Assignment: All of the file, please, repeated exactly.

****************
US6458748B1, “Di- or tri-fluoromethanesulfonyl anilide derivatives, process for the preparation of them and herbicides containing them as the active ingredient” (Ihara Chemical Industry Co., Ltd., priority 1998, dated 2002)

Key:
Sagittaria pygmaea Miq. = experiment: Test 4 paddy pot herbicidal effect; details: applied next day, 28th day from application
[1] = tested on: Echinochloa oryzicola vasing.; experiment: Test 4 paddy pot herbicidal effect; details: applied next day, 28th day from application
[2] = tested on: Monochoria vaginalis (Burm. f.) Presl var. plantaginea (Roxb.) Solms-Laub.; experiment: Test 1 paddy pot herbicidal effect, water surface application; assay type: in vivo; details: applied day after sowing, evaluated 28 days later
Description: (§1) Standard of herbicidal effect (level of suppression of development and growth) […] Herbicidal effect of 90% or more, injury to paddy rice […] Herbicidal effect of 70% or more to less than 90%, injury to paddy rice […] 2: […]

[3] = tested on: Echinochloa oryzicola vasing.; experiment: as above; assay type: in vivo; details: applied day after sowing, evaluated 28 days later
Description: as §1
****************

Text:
US6458748B1, “Di- or tri-fluoromethanesulfonyl anilide derivatives, process for the preparation of them and herbicides containing them as the active ingredient” (Ihara Chemical Industry Co., Ltd., priority 1998, dated 2002)

Key:
Sagittaria pygmaea Miq. = experiment: Test 4 paddy pot herbicidal effect; details: applied next day, 28th day from application
[1] = tested on: Echinochloa oryzicola vasing.; experiment: Test 4 paddy pot herbicidal effect; details: applied next day, 28th day from application
[2] = tested on: Monochoria vaginalis (Burm. f.) Presl var. plantaginea (Roxb.) Solms-Laub.; experiment: Test 1 paddy pot herbicidal effect, water surface application; assay type: in vivo; details: applied day after sowing, evaluated 28 days later
Description: (§1) Standard of herbicidal effect (level of suppression of development and growth) […] Herbicidal effect of 90% or more, injury to paddy rice […] Herbicidal effect of 70% or more to less than 90%, injury to paddy rice […] 2: […]

[3] = tested on: Echinochloa oryzicola vasing.; experiment: as above; assay type: in vivo; details: applied day after sowing, evaluated 28 days later
Description: as §1